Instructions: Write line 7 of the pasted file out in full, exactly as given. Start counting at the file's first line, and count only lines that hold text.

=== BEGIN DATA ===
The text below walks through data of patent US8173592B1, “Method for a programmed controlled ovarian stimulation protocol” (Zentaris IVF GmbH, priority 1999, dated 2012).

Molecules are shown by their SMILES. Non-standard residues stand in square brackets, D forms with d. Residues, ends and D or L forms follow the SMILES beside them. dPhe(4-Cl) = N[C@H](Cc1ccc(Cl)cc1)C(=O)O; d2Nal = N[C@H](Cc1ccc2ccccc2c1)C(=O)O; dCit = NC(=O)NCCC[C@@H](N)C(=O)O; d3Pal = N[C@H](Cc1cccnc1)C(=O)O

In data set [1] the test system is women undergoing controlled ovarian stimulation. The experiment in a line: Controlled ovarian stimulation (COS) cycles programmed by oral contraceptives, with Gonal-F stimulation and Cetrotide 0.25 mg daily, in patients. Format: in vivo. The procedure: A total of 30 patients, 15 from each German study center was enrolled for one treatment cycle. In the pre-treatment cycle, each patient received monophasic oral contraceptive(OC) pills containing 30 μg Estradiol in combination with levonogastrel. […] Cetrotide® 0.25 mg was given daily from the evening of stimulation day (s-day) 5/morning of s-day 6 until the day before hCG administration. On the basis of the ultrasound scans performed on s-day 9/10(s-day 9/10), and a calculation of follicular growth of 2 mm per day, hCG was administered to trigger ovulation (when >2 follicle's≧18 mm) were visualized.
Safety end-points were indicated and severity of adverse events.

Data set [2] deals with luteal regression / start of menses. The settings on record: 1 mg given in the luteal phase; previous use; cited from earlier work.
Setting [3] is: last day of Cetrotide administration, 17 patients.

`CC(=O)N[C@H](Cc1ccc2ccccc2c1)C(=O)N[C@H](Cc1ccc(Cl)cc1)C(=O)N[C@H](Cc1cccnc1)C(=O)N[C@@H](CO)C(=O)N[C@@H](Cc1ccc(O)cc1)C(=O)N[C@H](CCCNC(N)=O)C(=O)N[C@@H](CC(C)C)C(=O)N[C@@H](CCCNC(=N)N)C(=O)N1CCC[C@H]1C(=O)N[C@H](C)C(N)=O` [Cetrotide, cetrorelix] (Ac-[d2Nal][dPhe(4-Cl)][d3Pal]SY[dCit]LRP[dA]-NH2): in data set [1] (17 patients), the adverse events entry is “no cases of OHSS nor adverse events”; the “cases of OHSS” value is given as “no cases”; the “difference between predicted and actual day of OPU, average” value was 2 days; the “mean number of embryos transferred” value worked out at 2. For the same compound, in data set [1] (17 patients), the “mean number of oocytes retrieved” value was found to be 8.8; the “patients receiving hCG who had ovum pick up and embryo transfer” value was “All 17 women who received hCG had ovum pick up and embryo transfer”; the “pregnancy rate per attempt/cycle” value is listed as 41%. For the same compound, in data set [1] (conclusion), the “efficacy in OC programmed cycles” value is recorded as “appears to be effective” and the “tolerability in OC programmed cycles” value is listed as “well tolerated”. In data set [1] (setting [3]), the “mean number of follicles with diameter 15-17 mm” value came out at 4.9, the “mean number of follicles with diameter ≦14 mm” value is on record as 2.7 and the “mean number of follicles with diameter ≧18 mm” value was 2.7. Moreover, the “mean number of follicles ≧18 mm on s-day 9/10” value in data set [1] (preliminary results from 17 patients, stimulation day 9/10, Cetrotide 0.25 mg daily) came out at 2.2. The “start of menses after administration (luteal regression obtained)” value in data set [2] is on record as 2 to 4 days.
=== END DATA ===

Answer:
`CC(=O)N[C@H](Cc1ccc2ccccc2c1)C(=O)N[C@H](Cc1ccc(Cl)cc1)C(=O)N[C@H](Cc1cccnc1)C(=O)N[C@@H](CO)C(=O)N[C@@H](Cc1ccc(O)cc1)C(=O)N[C@H](CCCNC(N)=O)C(=O)N[C@@H](CC(C)C)C(=O)N[C@@H](CCCNC(=N)N)C(=O)N1CCC[C@H]1C(=O)N[C@H](C)C(N)=O` [Cetrotide, cetrorelix] (Ac-[d2Nal][dPhe(4-Cl)][d3Pal]SY[dCit]LRP[dA]-NH2): in data set [1] (17 patients), the adverse events entry is “no cases of OHSS nor adverse events”; the “cases of OHSS” value is given as “no cases”; the “difference between predicted and actual day of OPU, average” value was 2 days; the “mean number of embryos transferred” value worked out at 2. For the same compound, in data set [1] (17 patients), the “mean number of oocytes retrieved” value was found to be 8.8; the “patients receiving hCG who had ovum pick up and embryo transfer” value was “All 17 women who received hCG had ovum pick up and embryo transfer”; the “pregnancy rate per attempt/cycle” value is listed as 41%. For the same compound, in data set [1] (conclusion), the “efficacy in OC programmed cycles” value is recorded as “appears to be effective” and the “tolerability in OC programmed cycles” value is listed as “well tolerated”. In data set [1] (setting [3]), the “mean number of follicles with diameter 15-17 mm” value came out at 4.9, the “mean number of follicles with diameter ≦14 mm” value is on record as 2.7 and the “mean number of follicles with diameter ≧18 mm” value was 2.7. Moreover, the “mean number of follicles ≧18 mm on s-day 9/10” value in data set [1] (preliminary results from 17 patients, stimulation day 9/10, Cetrotide 0.25 mg daily) came out at 2.2. The “start of menses after administration (luteal regression obtained)” value in data set [2] is on record as 2 to 4 days.